Regionalism, Economic Integration and Security in Asia

Regionalism, Economic Integration and Security in Asia

A Political Economy Approach

Edited by Jehoon Park, T. J. Pempel and Heungchong Kim

The prospects and value of economic integration and regionalism in Asia are increasingly evident in what could turn out to be ‘the Asian Century’. It is within this context that this important book explores the critical economic issues, security concerns and political themes pertinent to Asia in general, and to East Asia in particular.

Chapter 6: Inter-regional Trade, Intra-regional Trade, and Globalization based on Regionalization

Shuji Matsuno

Subjects: asian studies, asian economics, asian urban and regional studies, economics and finance, asian economics, political economy, politics and public policy, international relations, political economy, urban and regional studies, regional studies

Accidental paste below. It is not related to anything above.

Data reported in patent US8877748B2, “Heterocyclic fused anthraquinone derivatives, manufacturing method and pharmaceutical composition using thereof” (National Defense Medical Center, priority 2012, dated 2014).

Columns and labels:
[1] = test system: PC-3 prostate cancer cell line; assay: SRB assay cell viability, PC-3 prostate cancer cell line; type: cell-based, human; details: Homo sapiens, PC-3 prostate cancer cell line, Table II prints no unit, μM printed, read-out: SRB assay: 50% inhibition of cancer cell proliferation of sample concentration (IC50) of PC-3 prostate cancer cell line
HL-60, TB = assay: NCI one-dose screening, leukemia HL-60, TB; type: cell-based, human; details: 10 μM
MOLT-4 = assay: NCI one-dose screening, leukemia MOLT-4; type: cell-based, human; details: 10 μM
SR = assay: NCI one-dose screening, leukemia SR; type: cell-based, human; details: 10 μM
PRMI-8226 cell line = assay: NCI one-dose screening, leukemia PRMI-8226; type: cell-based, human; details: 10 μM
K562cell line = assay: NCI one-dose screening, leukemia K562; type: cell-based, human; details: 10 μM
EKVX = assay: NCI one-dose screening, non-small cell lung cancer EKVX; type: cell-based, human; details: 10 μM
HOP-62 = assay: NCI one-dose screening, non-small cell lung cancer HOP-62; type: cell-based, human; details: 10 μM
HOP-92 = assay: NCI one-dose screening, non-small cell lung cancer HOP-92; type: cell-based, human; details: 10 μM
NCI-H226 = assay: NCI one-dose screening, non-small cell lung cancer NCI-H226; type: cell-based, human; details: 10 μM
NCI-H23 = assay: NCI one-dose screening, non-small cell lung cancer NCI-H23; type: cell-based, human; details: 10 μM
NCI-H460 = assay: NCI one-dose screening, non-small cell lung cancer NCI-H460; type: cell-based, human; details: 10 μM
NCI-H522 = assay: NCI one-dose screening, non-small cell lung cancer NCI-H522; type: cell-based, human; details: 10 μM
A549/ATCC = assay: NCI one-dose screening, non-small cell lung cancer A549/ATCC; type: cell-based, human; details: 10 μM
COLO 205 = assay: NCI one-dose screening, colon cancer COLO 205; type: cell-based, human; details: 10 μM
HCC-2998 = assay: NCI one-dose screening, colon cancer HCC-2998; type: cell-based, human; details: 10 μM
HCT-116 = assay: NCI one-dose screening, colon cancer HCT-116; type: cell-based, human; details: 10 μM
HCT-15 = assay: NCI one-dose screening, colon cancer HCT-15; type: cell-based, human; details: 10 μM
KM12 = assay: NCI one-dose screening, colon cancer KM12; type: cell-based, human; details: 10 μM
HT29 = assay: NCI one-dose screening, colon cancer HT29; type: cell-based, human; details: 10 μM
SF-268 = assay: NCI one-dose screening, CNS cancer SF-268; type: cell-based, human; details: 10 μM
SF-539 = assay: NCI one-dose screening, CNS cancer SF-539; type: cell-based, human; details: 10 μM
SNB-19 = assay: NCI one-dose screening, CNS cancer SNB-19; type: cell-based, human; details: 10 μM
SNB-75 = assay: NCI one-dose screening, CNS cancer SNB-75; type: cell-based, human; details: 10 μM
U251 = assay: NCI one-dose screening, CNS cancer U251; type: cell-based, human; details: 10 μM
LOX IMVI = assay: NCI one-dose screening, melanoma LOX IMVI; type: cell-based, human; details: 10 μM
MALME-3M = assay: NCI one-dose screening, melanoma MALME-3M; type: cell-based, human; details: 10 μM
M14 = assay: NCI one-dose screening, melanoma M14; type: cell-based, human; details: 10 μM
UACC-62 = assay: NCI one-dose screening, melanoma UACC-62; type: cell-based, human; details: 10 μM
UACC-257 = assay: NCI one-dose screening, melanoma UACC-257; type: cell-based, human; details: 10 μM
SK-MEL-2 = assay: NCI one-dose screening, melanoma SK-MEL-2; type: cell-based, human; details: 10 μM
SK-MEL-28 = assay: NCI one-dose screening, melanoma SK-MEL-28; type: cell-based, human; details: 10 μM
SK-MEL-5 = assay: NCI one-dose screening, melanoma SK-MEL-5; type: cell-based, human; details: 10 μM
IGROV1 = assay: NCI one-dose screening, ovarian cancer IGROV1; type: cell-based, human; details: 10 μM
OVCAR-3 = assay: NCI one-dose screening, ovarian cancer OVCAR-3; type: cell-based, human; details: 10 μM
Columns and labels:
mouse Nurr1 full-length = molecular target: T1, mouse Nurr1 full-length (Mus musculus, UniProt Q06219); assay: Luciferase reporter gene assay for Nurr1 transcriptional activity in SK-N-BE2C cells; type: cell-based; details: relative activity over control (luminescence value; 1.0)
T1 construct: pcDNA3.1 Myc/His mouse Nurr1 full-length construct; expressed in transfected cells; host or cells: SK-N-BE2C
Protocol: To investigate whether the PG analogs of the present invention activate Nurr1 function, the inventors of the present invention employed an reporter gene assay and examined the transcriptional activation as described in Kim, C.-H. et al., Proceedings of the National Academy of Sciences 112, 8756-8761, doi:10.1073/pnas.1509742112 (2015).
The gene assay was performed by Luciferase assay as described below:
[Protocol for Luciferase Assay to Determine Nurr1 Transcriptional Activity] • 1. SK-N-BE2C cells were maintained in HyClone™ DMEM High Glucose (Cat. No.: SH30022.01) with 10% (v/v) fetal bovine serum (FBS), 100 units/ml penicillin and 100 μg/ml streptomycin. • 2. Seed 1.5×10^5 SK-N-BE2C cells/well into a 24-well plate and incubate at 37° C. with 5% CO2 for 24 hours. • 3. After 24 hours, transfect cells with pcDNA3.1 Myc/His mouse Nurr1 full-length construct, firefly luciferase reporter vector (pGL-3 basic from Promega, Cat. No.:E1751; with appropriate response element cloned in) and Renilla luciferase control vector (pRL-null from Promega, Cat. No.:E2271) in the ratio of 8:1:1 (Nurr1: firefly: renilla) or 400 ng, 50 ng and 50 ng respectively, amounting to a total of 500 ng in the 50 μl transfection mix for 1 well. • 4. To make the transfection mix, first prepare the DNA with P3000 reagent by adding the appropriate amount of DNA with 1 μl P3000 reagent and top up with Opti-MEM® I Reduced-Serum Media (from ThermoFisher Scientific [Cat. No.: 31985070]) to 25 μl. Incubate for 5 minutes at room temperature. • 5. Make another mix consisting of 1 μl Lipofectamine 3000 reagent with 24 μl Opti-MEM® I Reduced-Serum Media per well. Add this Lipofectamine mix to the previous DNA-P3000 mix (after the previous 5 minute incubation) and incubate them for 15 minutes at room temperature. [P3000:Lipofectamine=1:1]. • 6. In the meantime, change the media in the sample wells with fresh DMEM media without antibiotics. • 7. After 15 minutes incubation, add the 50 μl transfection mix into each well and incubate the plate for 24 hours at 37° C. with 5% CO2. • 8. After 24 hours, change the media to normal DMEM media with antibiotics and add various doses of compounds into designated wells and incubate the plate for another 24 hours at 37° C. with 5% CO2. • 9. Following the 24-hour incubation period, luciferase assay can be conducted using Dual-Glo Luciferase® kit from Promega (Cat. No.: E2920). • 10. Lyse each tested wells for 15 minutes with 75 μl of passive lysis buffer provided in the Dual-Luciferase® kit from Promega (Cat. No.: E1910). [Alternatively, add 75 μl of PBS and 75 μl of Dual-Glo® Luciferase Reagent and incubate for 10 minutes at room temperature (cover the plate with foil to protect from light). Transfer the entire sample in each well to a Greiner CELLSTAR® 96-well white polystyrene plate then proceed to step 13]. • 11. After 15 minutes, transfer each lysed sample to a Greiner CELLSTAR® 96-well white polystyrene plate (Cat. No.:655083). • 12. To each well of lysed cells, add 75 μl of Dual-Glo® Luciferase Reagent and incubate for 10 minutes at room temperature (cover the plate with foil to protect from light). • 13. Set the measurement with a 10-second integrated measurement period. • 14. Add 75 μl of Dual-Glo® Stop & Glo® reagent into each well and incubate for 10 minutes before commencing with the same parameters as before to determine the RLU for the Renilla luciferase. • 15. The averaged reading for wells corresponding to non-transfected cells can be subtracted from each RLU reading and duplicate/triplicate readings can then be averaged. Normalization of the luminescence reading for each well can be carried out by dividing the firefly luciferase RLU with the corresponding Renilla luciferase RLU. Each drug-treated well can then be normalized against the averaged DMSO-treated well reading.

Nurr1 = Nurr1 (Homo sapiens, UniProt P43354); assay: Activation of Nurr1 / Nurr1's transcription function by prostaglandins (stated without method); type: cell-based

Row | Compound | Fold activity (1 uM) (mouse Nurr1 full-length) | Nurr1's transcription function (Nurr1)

1 Shuji Matsuno ECONOMIC GROWTH BY GLOBALIZATION AND MARKETIZATION The current global economic depression has been called ‘the worst crisis in 100 years’. However, such a description may suggest the idea that the current economic situation resembles an unavoidable ‘natural disaster’. The negative growth of the 2009 world economy, the first since the end of the Second World War, was not a natural disaster but a result of excessive dependence on globalization and marketization, which had persisted since the end of the 1970s. In the early 1970s, the US tried to restore international competitiveness in the private sector by readjusting the dollar’s exchange rates and reducing military expenditures. In August 1971, President Nixon, facing a growing current deficit and foreign debt, introduced the New Economic Policy that ended the dollar’s convertibility into gold and imposed a surcharge on import taxes. The policy was followed by continuing depreciation of the dollar and drastic reform of the international monetary system. In 1973, the US government withdrew forces from Vietnam, and thereafter the US economy enjoyed a ‘peace dividend’ and a long-term expansion called the ‘New Economy’ that depended mainly on the information technology (IT) industry and financial sectors. The end of the Vietnam War also presented an opportunity for the Association of South East Asian Nations (ASEAN) to transform itself from an anti-communist league to an association for regional economic cooperation, based on its original mission. Regional cooperation, stabilization of international politics, and mobilization of resources in ASEAN enabled Thailand, Malaysia, the...

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